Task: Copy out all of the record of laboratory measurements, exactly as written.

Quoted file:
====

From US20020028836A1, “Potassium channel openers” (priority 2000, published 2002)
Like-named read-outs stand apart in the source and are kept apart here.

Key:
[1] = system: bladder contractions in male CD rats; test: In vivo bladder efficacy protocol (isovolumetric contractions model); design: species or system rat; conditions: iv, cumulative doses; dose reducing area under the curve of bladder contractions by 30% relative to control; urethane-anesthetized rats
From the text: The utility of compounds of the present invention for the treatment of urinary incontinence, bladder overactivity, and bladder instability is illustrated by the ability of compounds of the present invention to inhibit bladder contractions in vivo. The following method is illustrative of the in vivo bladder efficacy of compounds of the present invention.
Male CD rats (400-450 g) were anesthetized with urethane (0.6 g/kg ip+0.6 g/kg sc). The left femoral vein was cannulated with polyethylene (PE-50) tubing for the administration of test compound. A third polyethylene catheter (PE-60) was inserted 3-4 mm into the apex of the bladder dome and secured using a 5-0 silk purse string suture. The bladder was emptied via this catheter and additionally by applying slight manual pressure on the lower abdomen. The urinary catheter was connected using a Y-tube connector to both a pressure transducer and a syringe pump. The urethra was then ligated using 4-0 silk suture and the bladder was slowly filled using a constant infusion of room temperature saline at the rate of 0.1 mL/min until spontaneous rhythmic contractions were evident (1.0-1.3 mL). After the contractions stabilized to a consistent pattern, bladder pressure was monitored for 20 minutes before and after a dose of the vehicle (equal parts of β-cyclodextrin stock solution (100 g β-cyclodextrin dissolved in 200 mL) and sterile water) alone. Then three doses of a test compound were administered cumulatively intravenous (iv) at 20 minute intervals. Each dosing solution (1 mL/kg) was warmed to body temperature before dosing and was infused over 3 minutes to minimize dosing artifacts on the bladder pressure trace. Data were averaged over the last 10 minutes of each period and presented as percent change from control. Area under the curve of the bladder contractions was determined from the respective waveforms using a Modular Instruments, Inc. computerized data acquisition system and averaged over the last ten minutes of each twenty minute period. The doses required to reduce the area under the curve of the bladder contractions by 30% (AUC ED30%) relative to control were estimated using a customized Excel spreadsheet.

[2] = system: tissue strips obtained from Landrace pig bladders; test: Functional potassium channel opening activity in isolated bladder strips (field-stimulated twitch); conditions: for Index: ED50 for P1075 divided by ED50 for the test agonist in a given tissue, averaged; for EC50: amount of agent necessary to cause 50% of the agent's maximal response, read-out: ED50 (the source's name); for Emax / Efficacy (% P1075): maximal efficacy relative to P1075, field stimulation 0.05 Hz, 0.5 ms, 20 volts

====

From US20020028836A1, “Potassium channel openers” (priority 2000, published 2002)
Like-named read-outs stand apart in the source and are kept apart here.

Key:
[1] = system: bladder contractions in male CD rats; test: In vivo bladder efficacy protocol (isovolumetric contractions model); design: species or system rat; conditions: iv, cumulative doses; dose reducing area under the curve of bladder contractions by 30% relative to control; urethane-anesthetized rats
From the text: The utility of compounds of the present invention for the treatment of urinary incontinence, bladder overactivity, and bladder instability is illustrated by the ability of compounds of the present invention to inhibit bladder contractions in vivo. The following method is illustrative of the in vivo bladder efficacy of compounds of the present invention.
Male CD rats (400-450 g) were anesthetized with urethane (0.6 g/kg ip+0.6 g/kg sc). The left femoral vein was cannulated with polyethylene (PE-50) tubing for the administration of test compound. A third polyethylene catheter (PE-60) was inserted 3-4 mm into the apex of the bladder dome and secured using a 5-0 silk purse string suture. The bladder was emptied via this catheter and additionally by applying slight manual pressure on the lower abdomen. The urinary catheter was connected using a Y-tube connector to both a pressure transducer and a syringe pump. The urethra was then ligated using 4-0 silk suture and the bladder was slowly filled using a constant infusion of room temperature saline at the rate of 0.1 mL/min until spontaneous rhythmic contractions were evident (1.0-1.3 mL). After the contractions stabilized to a consistent pattern, bladder pressure was monitored for 20 minutes before and after a dose of the vehicle (equal parts of β-cyclodextrin stock solution (100 g β-cyclodextrin dissolved in 200 mL) and sterile water) alone. Then three doses of a test compound were administered cumulatively intravenous (iv) at 20 minute intervals. Each dosing solution (1 mL/kg) was warmed to body temperature before dosing and was infused over 3 minutes to minimize dosing artifacts on the bladder pressure trace. Data were averaged over the last 10 minutes of each period and presented as percent change from control. Area under the curve of the bladder contractions was determined from the respective waveforms using a Modular Instruments, Inc. computerized data acquisition system and averaged over the last ten minutes of each twenty minute period. The doses required to reduce the area under the curve of the bladder contractions by 30% (AUC ED30%) relative to control were estimated using a customized Excel spreadsheet.

[2] = system: tissue strips obtained from Landrace pig bladders; test: Functional potassium channel opening activity in isolated bladder strips (field-stimulated twitch); conditions: for Index: ED50 for P1075 divided by ED50 for the test agonist in a given tissue, averaged; for EC50: amount of agent necessary to cause 50% of the agent's maximal response, read-out: ED50 (the source's name); for Emax / Efficacy (% P1075): maximal efficacy relative to P1075, field stimulation 0.05 Hz, 0.5 ms, 20 volts